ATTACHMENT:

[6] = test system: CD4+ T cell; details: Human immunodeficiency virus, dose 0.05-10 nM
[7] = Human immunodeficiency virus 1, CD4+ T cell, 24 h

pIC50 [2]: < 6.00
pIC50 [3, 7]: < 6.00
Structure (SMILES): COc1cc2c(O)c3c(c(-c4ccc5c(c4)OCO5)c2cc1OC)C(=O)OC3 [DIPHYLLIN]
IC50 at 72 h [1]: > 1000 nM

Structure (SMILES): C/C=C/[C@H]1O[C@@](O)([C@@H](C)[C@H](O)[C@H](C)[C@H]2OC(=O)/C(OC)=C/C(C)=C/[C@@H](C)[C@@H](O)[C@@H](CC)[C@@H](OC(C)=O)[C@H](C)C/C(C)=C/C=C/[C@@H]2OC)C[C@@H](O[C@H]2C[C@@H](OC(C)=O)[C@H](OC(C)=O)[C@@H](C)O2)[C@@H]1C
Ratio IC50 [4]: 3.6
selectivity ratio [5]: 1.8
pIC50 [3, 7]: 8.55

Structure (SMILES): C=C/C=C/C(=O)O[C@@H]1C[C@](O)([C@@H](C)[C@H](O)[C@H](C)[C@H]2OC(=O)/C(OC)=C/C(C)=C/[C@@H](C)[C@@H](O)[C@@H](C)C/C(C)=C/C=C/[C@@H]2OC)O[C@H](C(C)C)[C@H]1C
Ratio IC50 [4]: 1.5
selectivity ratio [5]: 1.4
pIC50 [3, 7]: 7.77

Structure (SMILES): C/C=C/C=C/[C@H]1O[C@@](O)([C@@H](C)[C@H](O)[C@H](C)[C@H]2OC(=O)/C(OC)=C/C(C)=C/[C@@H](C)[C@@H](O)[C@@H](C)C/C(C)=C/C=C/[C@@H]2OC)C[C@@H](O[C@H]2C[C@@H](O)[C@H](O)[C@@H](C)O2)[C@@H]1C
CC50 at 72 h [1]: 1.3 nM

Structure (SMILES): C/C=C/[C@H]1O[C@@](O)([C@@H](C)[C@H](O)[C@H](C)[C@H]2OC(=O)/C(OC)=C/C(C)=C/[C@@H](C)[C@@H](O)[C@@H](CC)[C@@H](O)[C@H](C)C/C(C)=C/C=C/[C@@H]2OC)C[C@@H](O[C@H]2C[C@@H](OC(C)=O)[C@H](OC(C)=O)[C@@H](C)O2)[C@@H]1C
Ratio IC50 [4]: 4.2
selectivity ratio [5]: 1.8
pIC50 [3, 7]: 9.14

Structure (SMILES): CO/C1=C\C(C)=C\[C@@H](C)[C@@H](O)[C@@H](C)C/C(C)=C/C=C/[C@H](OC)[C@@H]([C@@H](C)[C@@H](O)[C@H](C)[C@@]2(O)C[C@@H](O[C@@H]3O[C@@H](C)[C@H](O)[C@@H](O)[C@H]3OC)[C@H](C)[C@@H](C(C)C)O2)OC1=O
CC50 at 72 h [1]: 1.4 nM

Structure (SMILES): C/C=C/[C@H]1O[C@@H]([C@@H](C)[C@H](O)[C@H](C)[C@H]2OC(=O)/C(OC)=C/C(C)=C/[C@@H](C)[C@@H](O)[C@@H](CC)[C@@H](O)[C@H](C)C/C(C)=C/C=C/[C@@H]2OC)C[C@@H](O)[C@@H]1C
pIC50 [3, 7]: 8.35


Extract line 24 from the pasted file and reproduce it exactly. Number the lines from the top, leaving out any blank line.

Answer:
pIC50 [3, 7]: 8.35